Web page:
Part of building a good cheap phone is knowing what compromises to make. In this case, Motorola chose the Snapdragon 808 chip over the faster Snapdragon 810. The benchmarks spell out what we all sort of knew in the first place: The Moto X just isn't as powerful as some of its rivals. This slight deficit manifests in a few ways, some more notable than others. The Pure Edition isn't as strong a performer at graphically intense tasks like playing games, although it'll still get you through a few laps in Asphalt 8 at the highest quality level without any trouble.

    You'll also notice a hint of lag when doing typical Android system stuff; swiping into Google Now, launching apps and sifting through your running software can sometimes take a hair longer than you'd hope. An extra gig of RAM really would have helped, but make no mistake: The Pure Edition is in no way a slowpoke. It's a speed machine in its own right, just not as crazy-fast as the Galaxy Note 5 or the OnePlus 2. In fact, the distinction is often slight enough that most people might not even notice.

    Moto X Pure Samsung Galaxy S6 OnePlus 2 LG G4
    AndEBench Pro 9,686 10,552 9,945 8,352
    Vellamo 3.0 4,401 3,677 3,025 4,065
    3DMark IS Unlimited 18,747 21,632 23,598 18,572
    GFXBench 3.0 1080p Manhattan Offscreen (fps) 15 25 25 15
    CF-Bench 74,237 62,257 79,168 71,260
    SunSpider 1.0.2: Android devices tested in Chrome; lower scores are better.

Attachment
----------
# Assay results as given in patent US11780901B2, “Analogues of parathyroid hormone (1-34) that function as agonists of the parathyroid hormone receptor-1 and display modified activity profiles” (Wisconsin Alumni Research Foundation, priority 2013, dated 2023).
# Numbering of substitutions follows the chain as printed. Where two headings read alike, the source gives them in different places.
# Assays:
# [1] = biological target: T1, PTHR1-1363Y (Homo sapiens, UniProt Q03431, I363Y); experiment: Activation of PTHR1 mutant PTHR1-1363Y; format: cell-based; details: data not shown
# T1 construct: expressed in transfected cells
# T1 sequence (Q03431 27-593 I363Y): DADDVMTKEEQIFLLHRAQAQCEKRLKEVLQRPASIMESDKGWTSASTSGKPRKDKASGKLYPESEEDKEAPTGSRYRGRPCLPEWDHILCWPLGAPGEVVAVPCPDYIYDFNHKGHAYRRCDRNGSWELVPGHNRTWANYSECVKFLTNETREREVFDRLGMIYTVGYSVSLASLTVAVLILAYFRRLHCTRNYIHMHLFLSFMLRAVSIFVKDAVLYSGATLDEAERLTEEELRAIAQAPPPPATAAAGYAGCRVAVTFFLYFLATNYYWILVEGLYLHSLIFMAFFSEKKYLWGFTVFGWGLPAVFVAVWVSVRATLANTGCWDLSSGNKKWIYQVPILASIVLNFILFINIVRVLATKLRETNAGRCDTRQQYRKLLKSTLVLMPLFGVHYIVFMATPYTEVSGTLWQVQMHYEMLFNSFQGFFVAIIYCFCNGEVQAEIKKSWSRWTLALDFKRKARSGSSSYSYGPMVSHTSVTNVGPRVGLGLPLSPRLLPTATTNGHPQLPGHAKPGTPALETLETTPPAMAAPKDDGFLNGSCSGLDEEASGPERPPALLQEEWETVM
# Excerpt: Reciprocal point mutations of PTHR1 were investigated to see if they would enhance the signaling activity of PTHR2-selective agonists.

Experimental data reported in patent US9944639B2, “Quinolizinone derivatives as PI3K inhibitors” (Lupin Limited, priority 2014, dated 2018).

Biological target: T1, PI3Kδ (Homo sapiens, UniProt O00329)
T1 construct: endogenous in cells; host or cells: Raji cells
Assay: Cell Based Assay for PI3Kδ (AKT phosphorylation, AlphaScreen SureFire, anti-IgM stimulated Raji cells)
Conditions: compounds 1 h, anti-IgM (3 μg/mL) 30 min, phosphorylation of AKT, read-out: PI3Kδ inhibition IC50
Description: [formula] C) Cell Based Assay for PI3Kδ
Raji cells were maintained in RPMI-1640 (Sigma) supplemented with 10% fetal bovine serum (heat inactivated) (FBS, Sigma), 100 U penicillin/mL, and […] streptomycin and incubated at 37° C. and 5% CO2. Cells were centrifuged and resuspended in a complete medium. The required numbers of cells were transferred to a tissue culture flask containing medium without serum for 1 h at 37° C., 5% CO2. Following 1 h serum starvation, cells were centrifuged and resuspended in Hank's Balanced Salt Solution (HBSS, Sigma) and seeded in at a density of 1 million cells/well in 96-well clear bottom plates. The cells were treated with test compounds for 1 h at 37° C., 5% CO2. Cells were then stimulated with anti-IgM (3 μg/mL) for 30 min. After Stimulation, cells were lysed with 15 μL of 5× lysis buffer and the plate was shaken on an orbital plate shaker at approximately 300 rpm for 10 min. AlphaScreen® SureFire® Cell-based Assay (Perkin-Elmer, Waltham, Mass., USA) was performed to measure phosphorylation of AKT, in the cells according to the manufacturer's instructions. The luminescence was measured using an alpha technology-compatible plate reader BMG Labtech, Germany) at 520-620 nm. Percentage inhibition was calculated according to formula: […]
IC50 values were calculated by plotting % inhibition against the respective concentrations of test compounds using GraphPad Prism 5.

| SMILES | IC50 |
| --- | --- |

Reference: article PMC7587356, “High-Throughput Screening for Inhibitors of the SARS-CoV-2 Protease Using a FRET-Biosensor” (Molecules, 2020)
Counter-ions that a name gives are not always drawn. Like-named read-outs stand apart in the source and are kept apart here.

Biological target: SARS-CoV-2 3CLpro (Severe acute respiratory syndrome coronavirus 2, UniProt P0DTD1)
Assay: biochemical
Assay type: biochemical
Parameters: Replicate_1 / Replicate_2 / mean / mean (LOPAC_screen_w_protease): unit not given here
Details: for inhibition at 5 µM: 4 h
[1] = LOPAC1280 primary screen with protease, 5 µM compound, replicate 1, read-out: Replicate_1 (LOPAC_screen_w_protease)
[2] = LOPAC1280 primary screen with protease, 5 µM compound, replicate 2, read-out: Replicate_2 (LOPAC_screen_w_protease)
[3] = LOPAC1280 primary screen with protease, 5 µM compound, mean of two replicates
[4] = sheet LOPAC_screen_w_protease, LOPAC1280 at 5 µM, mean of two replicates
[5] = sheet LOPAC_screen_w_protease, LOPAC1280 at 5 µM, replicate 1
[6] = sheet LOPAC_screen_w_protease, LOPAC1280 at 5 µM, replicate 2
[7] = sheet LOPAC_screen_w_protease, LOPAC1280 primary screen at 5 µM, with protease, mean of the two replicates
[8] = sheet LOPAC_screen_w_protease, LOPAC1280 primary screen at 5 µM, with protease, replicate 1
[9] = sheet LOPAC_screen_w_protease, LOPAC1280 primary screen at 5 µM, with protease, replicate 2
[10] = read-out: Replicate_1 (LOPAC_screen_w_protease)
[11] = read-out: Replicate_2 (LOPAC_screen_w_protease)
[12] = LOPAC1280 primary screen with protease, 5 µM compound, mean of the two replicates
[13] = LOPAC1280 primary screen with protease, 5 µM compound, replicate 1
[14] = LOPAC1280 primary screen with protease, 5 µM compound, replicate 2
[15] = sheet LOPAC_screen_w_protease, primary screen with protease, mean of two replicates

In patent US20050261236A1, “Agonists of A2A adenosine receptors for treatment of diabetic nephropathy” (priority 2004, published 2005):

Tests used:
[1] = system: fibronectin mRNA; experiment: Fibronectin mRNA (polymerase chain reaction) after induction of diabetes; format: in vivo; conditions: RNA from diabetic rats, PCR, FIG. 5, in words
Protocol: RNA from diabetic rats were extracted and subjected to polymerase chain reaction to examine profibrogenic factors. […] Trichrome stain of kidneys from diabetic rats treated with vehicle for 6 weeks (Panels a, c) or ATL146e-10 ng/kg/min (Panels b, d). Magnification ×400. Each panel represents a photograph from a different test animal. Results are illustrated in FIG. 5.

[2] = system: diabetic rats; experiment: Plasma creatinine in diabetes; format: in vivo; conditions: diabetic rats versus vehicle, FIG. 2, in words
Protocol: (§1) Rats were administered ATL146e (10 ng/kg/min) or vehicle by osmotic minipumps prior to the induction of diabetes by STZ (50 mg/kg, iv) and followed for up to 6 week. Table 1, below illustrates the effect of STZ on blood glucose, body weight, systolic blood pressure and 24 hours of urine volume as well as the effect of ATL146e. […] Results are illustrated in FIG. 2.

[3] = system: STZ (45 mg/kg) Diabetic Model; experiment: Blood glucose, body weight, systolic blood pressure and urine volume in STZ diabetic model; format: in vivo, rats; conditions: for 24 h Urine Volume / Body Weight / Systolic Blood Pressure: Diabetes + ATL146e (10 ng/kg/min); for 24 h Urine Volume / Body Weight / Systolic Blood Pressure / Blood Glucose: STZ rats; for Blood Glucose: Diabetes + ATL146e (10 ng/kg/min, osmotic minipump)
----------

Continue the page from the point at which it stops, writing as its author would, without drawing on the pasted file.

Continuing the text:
The X's 3,000mAh battery generally does a good job holding out throughout the day. My slightly ridiculous workdays are well-documented in these reviews, and the Moto X usually survived a 14-hour onslaught of Slack messages and YouTube videos with about 30 percent still left in the tank. I've never had an issue with the battery dying prematurely on me, but it didn't fare nearly as well in our standard Engadget rundown test: It only lasted about nine hours looping a 720p video with WiFi on and screen brightness set to 50 percent. In comparison, the LG G4 managed nearly 11 hours with similar specs. I'm still trying to figure out what's causing this gap, and I'll update this review with any new findings. On the plus side, with the included Turbo Charger, it only took around 25 minutes to go from bone-dry to 50 percent full. The last half of the charging process takes a little longer, so expect to sit around for about an hour and 10 minutes for a full 0-to-100 percent charge.